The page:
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Commentaries by Tom Watkins

Tom Watkins

Advisor, Michigan-China Innovation Center

Tom Watkins has had a lifelong interest in China sparked by a great fourth grade teacher. He has worked for nearly four decades to build economic, educational and cultural ties between the US and China. He serves on the Michigan-China Innovation Center Advisory Board and is an adviser to the Detroit Chinese Business Association. Follow him on twitter@tdwatkins88. Email him@tdwatkins88@gmail.com.
  • Dec 12 , 2017

    The future and history of the world is being shaped increasingly by China and America. Going forward, all major global issues will intersect at the corner of Washington D.C. and Beijing. How our current leaders and future generations manage this relationship will not only impact the people of China and America; but all of humanity. As 2017 comes to an end and a new year begins, we will see how the Chinese leaders and millennials are poised to re-shape their — and our — world.

  • Aug 15 , 2017

    At the state level, Governor of Michigan Rick Snyder has invested energy, attention, and travel time into cultivating lasting and productive relationships with Chinese government and business leaders. His efforts have produced extensive economic benefits for his state and region; providing a blue print for the combative President Trump on how American leaders can turn a positive relationship with China into big wins at home. 

  • Jun 07 , 2017

    China has pledged to connect Central Asia with Southeast Asia – reminiscent of the Silk Road – also connecting the Middle East and Africa with a massive infrastructure project set to surpass America’s Marshall Plan that rebuilt Europe after World War ll. Our leaders at the national, state and local level need to find ways to assure China's continued rise does not come at our demise.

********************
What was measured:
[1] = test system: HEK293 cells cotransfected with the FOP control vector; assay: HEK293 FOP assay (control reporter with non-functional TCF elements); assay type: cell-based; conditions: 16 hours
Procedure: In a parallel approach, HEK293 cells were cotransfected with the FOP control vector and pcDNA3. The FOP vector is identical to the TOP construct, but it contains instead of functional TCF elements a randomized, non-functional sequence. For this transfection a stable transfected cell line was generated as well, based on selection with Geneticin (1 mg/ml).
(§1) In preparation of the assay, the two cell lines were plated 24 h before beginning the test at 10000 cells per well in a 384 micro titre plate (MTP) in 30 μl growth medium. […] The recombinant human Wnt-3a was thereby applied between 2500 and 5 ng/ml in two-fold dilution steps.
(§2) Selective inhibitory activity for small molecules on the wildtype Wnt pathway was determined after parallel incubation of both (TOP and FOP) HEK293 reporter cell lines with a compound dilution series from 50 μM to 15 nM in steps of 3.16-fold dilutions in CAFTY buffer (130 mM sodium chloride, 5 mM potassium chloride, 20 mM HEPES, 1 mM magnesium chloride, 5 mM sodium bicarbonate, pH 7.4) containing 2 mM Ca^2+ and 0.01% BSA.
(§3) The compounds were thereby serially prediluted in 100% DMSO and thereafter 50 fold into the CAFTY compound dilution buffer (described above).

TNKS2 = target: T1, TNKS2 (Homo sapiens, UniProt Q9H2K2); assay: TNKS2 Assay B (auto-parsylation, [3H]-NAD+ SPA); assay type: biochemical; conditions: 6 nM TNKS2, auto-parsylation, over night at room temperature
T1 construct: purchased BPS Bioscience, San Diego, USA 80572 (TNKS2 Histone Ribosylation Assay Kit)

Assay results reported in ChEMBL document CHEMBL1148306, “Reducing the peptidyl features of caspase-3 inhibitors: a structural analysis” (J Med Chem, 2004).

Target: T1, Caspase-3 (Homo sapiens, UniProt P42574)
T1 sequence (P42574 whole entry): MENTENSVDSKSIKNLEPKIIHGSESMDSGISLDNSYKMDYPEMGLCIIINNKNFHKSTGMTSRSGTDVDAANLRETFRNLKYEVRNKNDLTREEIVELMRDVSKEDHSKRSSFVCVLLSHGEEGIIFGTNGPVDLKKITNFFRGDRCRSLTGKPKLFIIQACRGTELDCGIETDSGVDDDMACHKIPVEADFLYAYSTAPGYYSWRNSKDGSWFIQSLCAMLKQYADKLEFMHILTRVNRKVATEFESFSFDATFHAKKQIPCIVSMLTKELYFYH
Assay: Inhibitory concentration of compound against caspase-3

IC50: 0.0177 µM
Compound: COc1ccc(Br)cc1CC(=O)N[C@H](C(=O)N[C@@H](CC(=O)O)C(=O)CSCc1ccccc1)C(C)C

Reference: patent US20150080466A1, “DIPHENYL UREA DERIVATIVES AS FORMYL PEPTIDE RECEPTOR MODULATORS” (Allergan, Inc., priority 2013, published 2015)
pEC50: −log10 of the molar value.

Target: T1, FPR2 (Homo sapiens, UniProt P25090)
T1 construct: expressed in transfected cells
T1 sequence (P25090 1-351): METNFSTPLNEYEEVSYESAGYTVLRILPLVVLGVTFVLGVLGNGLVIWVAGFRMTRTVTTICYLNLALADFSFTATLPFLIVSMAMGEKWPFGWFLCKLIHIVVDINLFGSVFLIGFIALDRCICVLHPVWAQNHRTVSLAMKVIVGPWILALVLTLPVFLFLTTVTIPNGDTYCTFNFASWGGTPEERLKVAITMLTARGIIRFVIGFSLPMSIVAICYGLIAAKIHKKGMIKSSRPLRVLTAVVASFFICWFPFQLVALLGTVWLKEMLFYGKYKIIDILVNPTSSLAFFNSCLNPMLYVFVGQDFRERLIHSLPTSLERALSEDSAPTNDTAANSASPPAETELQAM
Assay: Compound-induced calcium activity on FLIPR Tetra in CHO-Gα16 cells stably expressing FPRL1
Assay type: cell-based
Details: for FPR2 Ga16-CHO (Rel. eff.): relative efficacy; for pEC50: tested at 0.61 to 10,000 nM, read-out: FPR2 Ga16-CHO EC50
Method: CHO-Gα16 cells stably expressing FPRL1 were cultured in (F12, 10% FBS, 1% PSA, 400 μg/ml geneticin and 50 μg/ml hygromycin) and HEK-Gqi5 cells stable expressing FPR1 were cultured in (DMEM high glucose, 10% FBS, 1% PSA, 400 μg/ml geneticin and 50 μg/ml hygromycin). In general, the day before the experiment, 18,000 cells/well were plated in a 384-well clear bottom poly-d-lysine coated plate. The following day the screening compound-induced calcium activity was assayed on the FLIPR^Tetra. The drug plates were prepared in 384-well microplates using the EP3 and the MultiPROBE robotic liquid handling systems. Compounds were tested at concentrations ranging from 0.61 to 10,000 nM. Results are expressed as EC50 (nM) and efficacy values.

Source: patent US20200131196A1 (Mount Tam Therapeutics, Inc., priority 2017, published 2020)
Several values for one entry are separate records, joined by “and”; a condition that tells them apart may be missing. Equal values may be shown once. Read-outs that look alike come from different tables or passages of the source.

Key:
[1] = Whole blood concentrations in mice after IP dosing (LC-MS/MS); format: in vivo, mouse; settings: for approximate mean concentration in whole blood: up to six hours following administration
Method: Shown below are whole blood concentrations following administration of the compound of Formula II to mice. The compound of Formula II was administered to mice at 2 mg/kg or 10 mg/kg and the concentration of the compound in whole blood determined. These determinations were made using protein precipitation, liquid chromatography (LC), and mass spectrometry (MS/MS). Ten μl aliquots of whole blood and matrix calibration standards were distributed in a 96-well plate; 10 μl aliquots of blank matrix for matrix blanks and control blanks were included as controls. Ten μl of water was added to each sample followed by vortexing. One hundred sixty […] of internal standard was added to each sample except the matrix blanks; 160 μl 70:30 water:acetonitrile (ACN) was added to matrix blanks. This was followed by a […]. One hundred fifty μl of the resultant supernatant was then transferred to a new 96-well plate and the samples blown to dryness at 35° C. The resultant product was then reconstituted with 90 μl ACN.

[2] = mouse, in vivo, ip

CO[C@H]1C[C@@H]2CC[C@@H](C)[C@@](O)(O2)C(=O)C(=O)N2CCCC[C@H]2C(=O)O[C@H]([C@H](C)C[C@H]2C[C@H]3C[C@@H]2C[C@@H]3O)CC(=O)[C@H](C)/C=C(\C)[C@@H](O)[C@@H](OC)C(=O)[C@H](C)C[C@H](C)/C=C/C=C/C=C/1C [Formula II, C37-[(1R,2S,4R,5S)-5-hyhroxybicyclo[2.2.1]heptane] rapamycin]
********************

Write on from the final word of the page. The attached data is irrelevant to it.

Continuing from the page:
• May 29 , 2017

    Governments at the national, state, and local levels have an important role to play in building economic bridges with China. In an era where the Chinese continue to seek places throughout the world to invest their new wealth, Michigan should be attempting to make America an economic magnet for such investment and job growth for the American worker.

  • Oct 05 , 2016

    While Chinese challenges abound, no one should denigrate the remarkable progress the country has made in recent history. Failure will not be an option for China. The world needs China’s leaders to work at rebalancing their own economy. This will require building better social safety nets and managing the Chinese people’s expectations, hopes and “Chinese Dreams.”

  • Sep 08 , 2016

    In 15 years China will have the world’s largest elderly population. By 2050, its working-age population will have declined by 200+ million people. China’s rapidly aging population will have a significant impact on all aspects of China, and constructing a social safety net to meet its needs will be both expensive and complicated.

  • Aug 17 , 2016

    As the need and demand for quality mental health becomes apparent throughout China, a major concern is the scant professional resources currently available. Opportunity exists for collaboration around research, training and program development. China can learn and benefit from the U.S.’ mistakes and successes in developing a successful community engagement approach.

  • Jun 15 , 2016

    Rather than doubting the sincerity of corporate executives who create new technologies that propel the China-U.S. relationship forward, Carson Tavenner and Tom Watkins propose listening to non-profit leaders, educators, and other China-America bridge-builders who search for cooperative solutions while building trust and honesty between people.

  • May 17 , 2016

    Tom Watkins reviews the still contested—but often un-discussed—narratives surrounding the causes and reasons for the Cultural Revolution, which began fifty years ago. He mostly disagrees with the assertion that the current regime of Xi Jinping is similar to the conditions that brought about the fervor of revolution not seen since the time of Chairman Mao.

  • Apr 01 , 2016

    The unspoken trade-off between the Chinese rulers and the ruled seems to be: If our lives improve, then you can remain in power. So far, the Chinese Communist Party has been adept at reading the tealeaves and adapting to the times, and will need to gradually change further as the economy slows down.

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